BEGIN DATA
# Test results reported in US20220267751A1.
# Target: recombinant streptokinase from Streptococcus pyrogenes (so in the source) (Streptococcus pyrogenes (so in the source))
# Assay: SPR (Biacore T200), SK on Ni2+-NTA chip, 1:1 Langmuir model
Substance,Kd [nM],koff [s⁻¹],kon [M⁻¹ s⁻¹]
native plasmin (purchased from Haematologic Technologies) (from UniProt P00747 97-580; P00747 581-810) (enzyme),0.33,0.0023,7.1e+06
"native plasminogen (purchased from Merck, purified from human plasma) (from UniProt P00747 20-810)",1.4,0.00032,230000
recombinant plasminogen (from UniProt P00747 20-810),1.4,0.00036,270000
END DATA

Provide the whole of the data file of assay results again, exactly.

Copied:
# Test results reported in US20220267751A1.
# Target: recombinant streptokinase from Streptococcus pyrogenes (so in the source) (Streptococcus pyrogenes (so in the source))
# Assay: SPR (Biacore T200), SK on Ni2+-NTA chip, 1:1 Langmuir model
Substance,Kd [nM],koff [s⁻¹],kon [M⁻¹ s⁻¹]
native plasmin (purchased from Haematologic Technologies) (from UniProt P00747 97-580; P00747 581-810) (enzyme),0.33,0.0023,7.1e+06
"native plasminogen (purchased from Merck, purified from human plasma) (from UniProt P00747 20-810)",1.4,0.00032,230000
recombinant plasminogen (from UniProt P00747 20-810),1.4,0.00036,270000